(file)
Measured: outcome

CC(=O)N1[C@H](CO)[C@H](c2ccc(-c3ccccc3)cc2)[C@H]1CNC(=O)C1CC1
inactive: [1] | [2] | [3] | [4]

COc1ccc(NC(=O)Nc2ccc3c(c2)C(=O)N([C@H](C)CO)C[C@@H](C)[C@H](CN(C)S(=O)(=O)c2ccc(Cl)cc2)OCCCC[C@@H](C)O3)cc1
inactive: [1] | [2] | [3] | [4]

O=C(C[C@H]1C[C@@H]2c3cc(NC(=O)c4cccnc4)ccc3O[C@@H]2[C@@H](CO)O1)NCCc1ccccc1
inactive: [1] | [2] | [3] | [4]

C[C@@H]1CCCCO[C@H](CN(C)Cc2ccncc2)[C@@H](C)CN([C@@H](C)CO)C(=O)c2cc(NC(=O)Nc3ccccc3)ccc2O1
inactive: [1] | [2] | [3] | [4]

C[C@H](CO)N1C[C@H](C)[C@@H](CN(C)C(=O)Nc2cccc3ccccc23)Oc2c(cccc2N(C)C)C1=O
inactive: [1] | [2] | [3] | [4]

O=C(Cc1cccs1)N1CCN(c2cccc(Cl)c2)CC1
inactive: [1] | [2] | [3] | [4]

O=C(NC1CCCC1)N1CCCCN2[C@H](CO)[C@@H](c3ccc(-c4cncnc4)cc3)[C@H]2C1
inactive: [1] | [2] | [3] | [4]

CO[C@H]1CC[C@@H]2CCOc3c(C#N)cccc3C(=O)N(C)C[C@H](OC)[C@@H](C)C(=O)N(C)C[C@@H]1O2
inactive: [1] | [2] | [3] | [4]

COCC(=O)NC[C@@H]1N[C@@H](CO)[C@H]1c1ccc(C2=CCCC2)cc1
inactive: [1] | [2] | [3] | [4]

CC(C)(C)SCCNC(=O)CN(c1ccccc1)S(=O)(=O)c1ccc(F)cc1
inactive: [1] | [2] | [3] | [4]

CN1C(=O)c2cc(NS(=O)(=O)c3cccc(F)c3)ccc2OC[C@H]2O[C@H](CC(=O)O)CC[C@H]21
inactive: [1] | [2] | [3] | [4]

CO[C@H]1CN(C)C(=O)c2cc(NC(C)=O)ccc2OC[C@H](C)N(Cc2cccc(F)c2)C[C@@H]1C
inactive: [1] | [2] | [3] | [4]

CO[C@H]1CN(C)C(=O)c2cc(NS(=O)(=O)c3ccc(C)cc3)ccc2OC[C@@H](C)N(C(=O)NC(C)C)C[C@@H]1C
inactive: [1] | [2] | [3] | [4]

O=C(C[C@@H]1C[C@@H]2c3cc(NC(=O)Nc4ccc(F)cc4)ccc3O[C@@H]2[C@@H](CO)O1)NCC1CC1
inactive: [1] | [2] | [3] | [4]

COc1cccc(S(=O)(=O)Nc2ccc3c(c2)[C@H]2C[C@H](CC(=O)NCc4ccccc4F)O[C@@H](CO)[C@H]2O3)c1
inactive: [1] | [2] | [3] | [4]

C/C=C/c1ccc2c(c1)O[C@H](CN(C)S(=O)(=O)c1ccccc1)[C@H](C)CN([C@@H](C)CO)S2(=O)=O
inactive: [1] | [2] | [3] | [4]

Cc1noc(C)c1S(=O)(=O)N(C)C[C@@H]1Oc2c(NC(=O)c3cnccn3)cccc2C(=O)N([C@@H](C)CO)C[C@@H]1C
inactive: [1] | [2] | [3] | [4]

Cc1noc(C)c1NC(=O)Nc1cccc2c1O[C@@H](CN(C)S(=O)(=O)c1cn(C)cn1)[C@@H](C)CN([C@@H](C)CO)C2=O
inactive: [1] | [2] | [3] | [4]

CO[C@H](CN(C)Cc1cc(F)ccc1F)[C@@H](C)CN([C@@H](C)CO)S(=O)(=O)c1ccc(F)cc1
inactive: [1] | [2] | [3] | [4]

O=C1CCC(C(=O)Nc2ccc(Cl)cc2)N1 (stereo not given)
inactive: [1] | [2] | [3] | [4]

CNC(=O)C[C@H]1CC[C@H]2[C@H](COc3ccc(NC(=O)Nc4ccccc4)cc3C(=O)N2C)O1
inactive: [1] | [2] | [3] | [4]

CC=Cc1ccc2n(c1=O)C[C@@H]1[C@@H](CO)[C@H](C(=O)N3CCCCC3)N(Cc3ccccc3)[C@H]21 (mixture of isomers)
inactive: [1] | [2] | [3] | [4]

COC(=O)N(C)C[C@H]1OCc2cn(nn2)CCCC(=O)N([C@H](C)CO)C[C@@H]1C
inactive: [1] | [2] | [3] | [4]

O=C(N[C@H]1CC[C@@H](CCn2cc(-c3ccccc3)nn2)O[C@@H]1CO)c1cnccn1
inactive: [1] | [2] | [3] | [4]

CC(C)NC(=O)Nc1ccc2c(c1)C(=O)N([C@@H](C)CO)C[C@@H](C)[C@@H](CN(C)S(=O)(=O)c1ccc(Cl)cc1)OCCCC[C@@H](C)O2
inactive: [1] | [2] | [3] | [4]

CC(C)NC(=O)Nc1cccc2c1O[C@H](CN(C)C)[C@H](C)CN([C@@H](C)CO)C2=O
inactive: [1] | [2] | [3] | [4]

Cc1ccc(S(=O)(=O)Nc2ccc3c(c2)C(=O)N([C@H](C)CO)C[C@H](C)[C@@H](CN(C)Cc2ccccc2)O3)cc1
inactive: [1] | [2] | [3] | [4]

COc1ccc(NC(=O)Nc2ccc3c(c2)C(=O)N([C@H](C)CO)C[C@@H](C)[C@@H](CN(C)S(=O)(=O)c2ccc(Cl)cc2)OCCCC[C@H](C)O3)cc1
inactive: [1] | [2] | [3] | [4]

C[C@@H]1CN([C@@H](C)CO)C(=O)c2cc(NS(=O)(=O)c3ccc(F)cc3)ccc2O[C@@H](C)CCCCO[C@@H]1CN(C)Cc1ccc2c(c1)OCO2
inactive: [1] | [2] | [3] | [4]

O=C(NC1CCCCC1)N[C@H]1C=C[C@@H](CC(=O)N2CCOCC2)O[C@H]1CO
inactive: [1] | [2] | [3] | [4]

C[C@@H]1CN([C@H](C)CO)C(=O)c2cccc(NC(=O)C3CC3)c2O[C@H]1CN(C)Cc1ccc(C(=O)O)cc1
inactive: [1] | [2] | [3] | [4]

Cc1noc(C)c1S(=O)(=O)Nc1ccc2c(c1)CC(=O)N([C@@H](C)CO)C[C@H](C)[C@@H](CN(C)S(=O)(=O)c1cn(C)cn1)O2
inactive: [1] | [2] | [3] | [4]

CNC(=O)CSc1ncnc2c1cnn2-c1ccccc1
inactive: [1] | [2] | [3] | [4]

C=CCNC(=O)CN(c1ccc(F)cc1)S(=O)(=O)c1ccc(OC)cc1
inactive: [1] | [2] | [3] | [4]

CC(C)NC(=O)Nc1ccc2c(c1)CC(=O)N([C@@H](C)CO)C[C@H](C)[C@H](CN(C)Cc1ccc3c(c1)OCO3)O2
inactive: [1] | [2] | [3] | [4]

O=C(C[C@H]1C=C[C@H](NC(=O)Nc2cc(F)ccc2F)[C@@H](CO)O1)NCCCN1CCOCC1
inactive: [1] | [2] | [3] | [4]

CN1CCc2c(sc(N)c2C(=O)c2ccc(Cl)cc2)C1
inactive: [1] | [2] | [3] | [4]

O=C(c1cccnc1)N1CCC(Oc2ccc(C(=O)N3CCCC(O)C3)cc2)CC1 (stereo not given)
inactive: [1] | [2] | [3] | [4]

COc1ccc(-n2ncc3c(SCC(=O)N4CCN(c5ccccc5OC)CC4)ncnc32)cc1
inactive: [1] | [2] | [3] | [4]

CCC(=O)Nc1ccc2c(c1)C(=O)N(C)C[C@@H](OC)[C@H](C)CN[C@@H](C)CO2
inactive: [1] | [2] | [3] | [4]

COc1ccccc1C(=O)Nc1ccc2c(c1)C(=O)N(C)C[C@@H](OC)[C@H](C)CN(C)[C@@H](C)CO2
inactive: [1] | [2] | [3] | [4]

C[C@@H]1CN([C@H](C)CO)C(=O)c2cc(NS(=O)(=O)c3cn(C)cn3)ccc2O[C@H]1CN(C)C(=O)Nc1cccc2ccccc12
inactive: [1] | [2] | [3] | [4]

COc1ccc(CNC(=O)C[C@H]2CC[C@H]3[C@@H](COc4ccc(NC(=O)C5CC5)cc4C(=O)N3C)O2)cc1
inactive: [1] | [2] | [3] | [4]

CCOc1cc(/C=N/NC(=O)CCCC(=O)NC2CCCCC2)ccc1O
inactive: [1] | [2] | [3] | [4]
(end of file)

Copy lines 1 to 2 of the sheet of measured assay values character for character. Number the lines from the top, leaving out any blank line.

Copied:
Measured: outcome

CC(=O)N1[C@H](CO)[C@H](c2ccc(-c3ccccc3)cc2)[C@H]1CNC(=O)C1CC1